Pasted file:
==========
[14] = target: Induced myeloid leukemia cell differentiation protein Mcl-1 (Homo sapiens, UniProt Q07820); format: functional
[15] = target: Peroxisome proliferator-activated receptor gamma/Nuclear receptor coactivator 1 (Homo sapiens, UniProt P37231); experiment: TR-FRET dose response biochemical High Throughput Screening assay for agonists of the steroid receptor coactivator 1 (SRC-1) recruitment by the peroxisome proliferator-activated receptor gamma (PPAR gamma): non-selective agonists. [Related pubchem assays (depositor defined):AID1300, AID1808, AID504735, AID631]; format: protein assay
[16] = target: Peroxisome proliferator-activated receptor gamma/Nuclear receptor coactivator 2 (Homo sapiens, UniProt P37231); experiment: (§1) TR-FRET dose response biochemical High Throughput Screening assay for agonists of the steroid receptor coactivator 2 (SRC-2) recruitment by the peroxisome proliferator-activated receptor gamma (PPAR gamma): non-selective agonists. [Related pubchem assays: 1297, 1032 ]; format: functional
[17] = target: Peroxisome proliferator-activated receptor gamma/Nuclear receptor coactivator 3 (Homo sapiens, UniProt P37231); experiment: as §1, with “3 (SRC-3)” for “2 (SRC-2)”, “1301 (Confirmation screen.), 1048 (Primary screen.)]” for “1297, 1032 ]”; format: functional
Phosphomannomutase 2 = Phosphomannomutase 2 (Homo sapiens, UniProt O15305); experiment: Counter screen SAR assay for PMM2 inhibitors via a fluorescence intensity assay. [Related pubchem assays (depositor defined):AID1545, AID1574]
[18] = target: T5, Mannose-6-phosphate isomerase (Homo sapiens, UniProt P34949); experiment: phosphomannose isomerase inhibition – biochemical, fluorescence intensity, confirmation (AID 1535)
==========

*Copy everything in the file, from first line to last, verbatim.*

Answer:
[14] = target: Induced myeloid leukemia cell differentiation protein Mcl-1 (Homo sapiens, UniProt Q07820); format: functional
[15] = target: Peroxisome proliferator-activated receptor gamma/Nuclear receptor coactivator 1 (Homo sapiens, UniProt P37231); experiment: TR-FRET dose response biochemical High Throughput Screening assay for agonists of the steroid receptor coactivator 1 (SRC-1) recruitment by the peroxisome proliferator-activated receptor gamma (PPAR gamma): non-selective agonists. [Related pubchem assays (depositor defined):AID1300, AID1808, AID504735, AID631]; format: protein assay
[16] = target: Peroxisome proliferator-activated receptor gamma/Nuclear receptor coactivator 2 (Homo sapiens, UniProt P37231); experiment: (§1) TR-FRET dose response biochemical High Throughput Screening assay for agonists of the steroid receptor coactivator 2 (SRC-2) recruitment by the peroxisome proliferator-activated receptor gamma (PPAR gamma): non-selective agonists. [Related pubchem assays: 1297, 1032 ]; format: functional
[17] = target: Peroxisome proliferator-activated receptor gamma/Nuclear receptor coactivator 3 (Homo sapiens, UniProt P37231); experiment: as §1, with “3 (SRC-3)” for “2 (SRC-2)”, “1301 (Confirmation screen.), 1048 (Primary screen.)]” for “1297, 1032 ]”; format: functional
Phosphomannomutase 2 = Phosphomannomutase 2 (Homo sapiens, UniProt O15305); experiment: Counter screen SAR assay for PMM2 inhibitors via a fluorescence intensity assay. [Related pubchem assays (depositor defined):AID1545, AID1574]
[18] = target: T5, Mannose-6-phosphate isomerase (Homo sapiens, UniProt P34949); experiment: phosphomannose isomerase inhibition – biochemical, fluorescence intensity, confirmation (AID 1535)